- HARRIS, Patricia Roberts
- May 31, 1924
- March 23, 1985
- First African American woman to serve as an Ambassador
Patricia Roberts showed a drive for excellence from a young age. Raised by her mother in Illinois, she received five scholarship offers to college and chose Howard University in Washington, D.C. In 1945, she graduated summa cum laude. In 1960, Roberts graduated at the top of her class from George Washington University Law School. President John F. Kennedy selected her to co-chair the National Women’s Committee for Human Rights.
In 1965, President Lyndon Johnson chose Patricia Harris to become the U.S. Ambassador to Luxembourg. She was the first African American woman named as an American envoy. She said, “I feel deeply proud and grateful this President chose me to knock down this barrier, but also a little sad about being the 'first Negro woman' because it implies we were not considered before.” She also served as an alternate delegate to the 21st and 22nd General Assemblies of the United Nations.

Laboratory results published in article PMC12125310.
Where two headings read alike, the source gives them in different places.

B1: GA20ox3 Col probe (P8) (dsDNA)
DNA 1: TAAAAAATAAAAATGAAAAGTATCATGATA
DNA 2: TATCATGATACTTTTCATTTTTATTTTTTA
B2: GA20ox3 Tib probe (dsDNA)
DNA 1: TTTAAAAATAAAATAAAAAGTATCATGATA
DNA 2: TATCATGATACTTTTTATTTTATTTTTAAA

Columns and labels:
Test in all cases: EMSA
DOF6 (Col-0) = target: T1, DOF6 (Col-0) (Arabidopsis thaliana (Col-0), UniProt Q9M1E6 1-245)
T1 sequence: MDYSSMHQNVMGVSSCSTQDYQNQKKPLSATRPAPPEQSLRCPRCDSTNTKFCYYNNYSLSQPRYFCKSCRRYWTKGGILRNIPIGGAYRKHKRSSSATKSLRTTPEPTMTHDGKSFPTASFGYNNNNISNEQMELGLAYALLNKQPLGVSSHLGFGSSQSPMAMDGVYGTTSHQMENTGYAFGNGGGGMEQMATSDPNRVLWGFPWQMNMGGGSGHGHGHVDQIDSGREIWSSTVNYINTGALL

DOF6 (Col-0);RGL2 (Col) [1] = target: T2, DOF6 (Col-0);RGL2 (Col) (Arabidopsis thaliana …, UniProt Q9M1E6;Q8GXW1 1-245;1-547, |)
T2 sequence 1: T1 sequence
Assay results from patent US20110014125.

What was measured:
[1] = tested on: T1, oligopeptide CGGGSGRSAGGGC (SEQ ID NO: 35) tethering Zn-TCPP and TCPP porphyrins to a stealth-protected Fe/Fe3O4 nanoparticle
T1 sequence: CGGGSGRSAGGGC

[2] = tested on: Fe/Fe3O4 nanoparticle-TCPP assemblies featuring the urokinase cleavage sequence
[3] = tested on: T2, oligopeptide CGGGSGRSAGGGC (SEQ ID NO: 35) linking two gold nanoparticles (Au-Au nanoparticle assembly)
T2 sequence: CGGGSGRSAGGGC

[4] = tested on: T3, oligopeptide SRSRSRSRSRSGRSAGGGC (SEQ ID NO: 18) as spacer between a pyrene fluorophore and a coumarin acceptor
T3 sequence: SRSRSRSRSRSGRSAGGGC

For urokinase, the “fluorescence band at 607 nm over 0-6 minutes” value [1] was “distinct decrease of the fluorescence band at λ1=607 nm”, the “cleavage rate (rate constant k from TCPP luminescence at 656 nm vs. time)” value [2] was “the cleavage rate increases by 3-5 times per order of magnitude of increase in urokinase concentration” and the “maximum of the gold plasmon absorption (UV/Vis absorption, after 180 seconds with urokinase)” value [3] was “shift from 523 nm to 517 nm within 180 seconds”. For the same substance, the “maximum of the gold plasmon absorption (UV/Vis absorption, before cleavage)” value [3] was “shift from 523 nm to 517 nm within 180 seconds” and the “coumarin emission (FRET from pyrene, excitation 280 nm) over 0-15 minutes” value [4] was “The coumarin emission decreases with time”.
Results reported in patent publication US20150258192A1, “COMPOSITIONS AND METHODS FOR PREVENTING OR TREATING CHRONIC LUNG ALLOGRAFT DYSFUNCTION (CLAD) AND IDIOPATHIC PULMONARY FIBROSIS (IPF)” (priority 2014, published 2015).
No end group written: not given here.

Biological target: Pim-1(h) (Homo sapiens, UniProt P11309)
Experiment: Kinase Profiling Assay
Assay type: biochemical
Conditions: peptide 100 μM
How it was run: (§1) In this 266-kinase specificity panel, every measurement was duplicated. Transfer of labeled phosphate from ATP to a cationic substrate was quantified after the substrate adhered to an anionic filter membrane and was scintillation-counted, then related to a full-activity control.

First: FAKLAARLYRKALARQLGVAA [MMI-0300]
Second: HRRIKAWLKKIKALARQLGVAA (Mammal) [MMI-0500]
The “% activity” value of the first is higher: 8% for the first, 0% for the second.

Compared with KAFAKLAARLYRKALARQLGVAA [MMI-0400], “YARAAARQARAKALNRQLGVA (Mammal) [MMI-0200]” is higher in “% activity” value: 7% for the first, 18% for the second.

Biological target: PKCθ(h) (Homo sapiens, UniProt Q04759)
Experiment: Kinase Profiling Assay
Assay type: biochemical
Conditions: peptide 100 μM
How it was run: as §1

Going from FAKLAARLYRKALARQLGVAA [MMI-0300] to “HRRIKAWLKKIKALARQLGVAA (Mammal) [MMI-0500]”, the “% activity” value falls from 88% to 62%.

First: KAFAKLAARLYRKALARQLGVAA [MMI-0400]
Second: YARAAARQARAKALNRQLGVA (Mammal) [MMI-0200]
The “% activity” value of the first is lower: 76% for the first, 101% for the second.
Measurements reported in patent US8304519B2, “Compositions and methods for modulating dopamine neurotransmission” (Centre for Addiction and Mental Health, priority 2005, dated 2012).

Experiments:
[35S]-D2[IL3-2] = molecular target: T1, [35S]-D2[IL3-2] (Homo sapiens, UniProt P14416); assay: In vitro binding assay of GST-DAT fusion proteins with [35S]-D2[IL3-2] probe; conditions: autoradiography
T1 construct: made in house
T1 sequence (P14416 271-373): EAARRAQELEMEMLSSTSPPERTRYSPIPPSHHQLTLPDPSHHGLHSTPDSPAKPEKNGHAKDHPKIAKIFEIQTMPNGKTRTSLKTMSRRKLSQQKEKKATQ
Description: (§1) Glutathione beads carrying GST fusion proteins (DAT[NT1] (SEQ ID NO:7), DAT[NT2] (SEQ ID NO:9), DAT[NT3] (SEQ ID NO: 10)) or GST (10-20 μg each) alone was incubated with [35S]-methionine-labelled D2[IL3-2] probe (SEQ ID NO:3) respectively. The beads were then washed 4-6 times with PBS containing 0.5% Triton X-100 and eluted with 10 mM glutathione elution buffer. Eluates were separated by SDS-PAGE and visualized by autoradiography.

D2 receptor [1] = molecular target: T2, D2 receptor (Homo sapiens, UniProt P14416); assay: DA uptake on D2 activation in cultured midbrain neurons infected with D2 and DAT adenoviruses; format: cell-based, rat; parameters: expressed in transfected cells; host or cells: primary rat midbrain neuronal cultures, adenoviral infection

After her diplomatic career, she served as the first African American dean of a U.S. law school, at Howard University. In the 1970s, she worked as a corporate attorney until President Jimmy Carter selected her as Secretary of the Department of Housing and Urban Development. With her confirmation, she became the first African American woman to serve as a cabinet secretary. In 1980, President Carter named her the first secretary of the newly reorganized Department of Health and Human Services.